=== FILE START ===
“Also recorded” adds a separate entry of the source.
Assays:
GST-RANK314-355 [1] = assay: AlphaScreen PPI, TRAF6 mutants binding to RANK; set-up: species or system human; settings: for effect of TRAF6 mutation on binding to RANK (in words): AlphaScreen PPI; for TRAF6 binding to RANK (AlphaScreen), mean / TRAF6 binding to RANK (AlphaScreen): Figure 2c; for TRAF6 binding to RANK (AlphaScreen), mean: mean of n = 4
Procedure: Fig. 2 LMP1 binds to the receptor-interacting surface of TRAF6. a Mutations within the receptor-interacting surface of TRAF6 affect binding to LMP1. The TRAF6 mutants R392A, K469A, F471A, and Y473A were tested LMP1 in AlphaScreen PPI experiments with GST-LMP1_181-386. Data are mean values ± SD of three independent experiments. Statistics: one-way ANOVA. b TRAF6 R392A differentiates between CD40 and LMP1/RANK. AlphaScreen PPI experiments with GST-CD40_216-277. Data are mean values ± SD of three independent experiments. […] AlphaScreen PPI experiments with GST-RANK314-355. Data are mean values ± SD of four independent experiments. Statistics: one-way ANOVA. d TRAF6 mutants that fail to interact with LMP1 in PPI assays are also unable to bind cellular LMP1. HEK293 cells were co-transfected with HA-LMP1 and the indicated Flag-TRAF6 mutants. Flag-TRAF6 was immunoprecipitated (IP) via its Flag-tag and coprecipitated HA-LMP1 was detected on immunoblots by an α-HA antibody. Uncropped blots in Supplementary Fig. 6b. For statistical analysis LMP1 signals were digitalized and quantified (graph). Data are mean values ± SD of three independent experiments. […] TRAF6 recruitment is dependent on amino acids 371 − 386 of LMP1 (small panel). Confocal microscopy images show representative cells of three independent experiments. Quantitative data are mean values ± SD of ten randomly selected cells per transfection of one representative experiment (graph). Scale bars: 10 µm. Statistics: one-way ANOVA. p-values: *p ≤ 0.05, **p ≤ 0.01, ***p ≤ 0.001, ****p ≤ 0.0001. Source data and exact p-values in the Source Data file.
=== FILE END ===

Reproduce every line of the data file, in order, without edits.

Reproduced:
“Also recorded” adds a separate entry of the source.
Assays:
GST-RANK314-355 [1] = assay: AlphaScreen PPI, TRAF6 mutants binding to RANK; set-up: species or system human; settings: for effect of TRAF6 mutation on binding to RANK (in words): AlphaScreen PPI; for TRAF6 binding to RANK (AlphaScreen), mean / TRAF6 binding to RANK (AlphaScreen): Figure 2c; for TRAF6 binding to RANK (AlphaScreen), mean: mean of n = 4
Procedure: Fig. 2 LMP1 binds to the receptor-interacting surface of TRAF6. a Mutations within the receptor-interacting surface of TRAF6 affect binding to LMP1. The TRAF6 mutants R392A, K469A, F471A, and Y473A were tested LMP1 in AlphaScreen PPI experiments with GST-LMP1_181-386. Data are mean values ± SD of three independent experiments. Statistics: one-way ANOVA. b TRAF6 R392A differentiates between CD40 and LMP1/RANK. AlphaScreen PPI experiments with GST-CD40_216-277. Data are mean values ± SD of three independent experiments. […] AlphaScreen PPI experiments with GST-RANK314-355. Data are mean values ± SD of four independent experiments. Statistics: one-way ANOVA. d TRAF6 mutants that fail to interact with LMP1 in PPI assays are also unable to bind cellular LMP1. HEK293 cells were co-transfected with HA-LMP1 and the indicated Flag-TRAF6 mutants. Flag-TRAF6 was immunoprecipitated (IP) via its Flag-tag and coprecipitated HA-LMP1 was detected on immunoblots by an α-HA antibody. Uncropped blots in Supplementary Fig. 6b. For statistical analysis LMP1 signals were digitalized and quantified (graph). Data are mean values ± SD of three independent experiments. […] TRAF6 recruitment is dependent on amino acids 371 − 386 of LMP1 (small panel). Confocal microscopy images show representative cells of three independent experiments. Quantitative data are mean values ± SD of ten randomly selected cells per transfection of one representative experiment (graph). Scale bars: 10 µm. Statistics: one-way ANOVA. p-values: *p ≤ 0.05, **p ≤ 0.01, ***p ≤ 0.001, ****p ≤ 0.0001. Source data and exact p-values in the Source Data file.